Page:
Michael Tomasky: Well, leave it to Mitt Romney of all people to put Paul Ryan on his ticket and then move immediately thereafter to distance himself from the Ryan budget. It’s so typical of everything we’ve seen of this semi-vertebrate. Try to bathe in Ryan’s refracted glory to right wingers while trying to tell seniors hey, psst, this is not really my thing, get it? Unbelievable.
It’s important to keep track of the Medicare lies, as they’re bound to pile up. The basic deal is that the Romney-Ryan line about Obama cutting $716 billion while they’ll “strengthen” the program is, shockingly I know, a lie. Ryan’s Medicare program cuts the same $716 billion! And then it cuts even more. And then, Romney’s proposal, insofar as it can be divined because as usual the details are scant, would likely cut even more than that.
…. I trust you saw the USA Today/Gallup poll yesterday showing that Ryan is the second least-approved of vice-presidential choice in the last quarter century …. “If the Democrats handle this right” is always a big if, but if they do, this ticket has the makings of a disaster.
Jonathan Cohn (TNR): Have you seen Mitt Romney’s new ad on Medicare? …. It’s not very subtle. And it’s not very true.
By now, you should know all about the hypocrisy of Romney attacking Obama for cutting Medicare. Paul Ryan put the same cuts in his budget plan. And while Romney has insisted he’d restore them, his budget doesn’t have room for that. If he’s serious about his overall spending plan, then he’d surely have to cut Medicare by as much as Obama did. In fact, he’d probably have to cut it by even more. And that’s just in the first ten years.
Still, the power of this ad is the appeal to senior citizens: Obama is taking your money and giving it somebody else. That’s why Romney and his allies keep saying that Obama “raided” Medicare. But, under the Affordable Care Act, a chunk of the money that comes out of Medicare goes right back into it. It helps seniors pay for prescription drugs, filling in the donut hole from Medicare Part D. It also allows seniors to get preventative care without co-pays, which means they can get an annual wellness visit, cancer screenings, and the like with no out-of-pocket costs. In the first half of this year, according to the Department of Health and Human Services, more than a million seniors have saved an average of $629 on their drug bills because of this assistance.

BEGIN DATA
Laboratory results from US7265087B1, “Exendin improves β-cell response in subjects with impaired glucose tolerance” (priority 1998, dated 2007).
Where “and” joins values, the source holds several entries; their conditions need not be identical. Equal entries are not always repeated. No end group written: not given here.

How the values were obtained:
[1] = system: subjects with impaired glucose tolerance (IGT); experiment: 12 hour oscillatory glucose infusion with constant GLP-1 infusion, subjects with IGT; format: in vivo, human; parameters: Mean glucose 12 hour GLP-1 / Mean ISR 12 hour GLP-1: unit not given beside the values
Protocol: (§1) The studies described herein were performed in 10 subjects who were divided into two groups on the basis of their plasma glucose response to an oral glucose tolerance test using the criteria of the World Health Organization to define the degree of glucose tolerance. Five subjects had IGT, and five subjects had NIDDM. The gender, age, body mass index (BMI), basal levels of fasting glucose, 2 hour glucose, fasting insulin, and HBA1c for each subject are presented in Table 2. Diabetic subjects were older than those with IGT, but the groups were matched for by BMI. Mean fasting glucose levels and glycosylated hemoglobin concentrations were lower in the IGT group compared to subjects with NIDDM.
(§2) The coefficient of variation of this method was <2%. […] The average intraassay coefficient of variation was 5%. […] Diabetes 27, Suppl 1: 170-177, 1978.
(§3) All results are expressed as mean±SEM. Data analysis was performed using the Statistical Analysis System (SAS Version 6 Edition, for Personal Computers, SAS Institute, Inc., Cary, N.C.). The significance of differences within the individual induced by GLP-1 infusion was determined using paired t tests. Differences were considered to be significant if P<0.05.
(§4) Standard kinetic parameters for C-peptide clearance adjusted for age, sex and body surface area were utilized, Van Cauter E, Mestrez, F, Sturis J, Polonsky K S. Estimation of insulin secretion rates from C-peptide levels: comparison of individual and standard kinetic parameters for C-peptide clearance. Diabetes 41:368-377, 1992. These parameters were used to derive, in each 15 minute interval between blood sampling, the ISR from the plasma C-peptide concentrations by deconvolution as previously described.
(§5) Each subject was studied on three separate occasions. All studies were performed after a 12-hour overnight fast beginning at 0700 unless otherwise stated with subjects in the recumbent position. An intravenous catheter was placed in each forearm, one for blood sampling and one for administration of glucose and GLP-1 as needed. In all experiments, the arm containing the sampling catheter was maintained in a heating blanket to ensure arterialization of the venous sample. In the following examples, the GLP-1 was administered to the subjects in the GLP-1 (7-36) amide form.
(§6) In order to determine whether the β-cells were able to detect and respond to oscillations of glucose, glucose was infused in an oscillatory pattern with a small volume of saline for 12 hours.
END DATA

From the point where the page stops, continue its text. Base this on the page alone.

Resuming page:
…this business about “raiding” Medicare? It’s a naked appeal to selfishness and brazen misrepresentation of reality.
Michael Cohen (NY Daily News): …. if you really want to talk about who is playing the race card this year, it’s worth briefly revisiting the latest attack ad from the Romney campaign on welfare….
It might seem odd to the untrained observer that welfare is even being prominently featured in this campaign. It’s hardly an issue of pressing concern among voters. But of course, welfare never is and never has been just about policy; it’s really about politics and in particular, racial politics.
Romney accuses Obama of gutting welfare reform by granting waivers to state governments in how they choose to implement the law. It’s a charge that is completely without merit; spun from whole cloth; an invented attack line. But again, lying on the campaign trail about President Obama’s record is the rule, not the exception, for Mitt Romney.
… What’s most striking about the ad are the visuals – workers wiping their brow; working class Americans toiling away at manufacturing jobs. And coincidentally all the people in the ad … are white. This might not mean much, except for the fact that, as anyone who has followed American politics for the past 45 years knows, criticisms of the welfare system from the campaign trail have habitually always been used as racial code in attacks on Democrats for coddling blacks. It is the symbol of wasteful government spending, rewarding poor Americans for not working and creating a culture of dependency.
…. Indeed, this ad and in fact this whole line of attack is one of the most blatant uses of racial coding in a presidential campaign since the Willie Horton ad of 1988….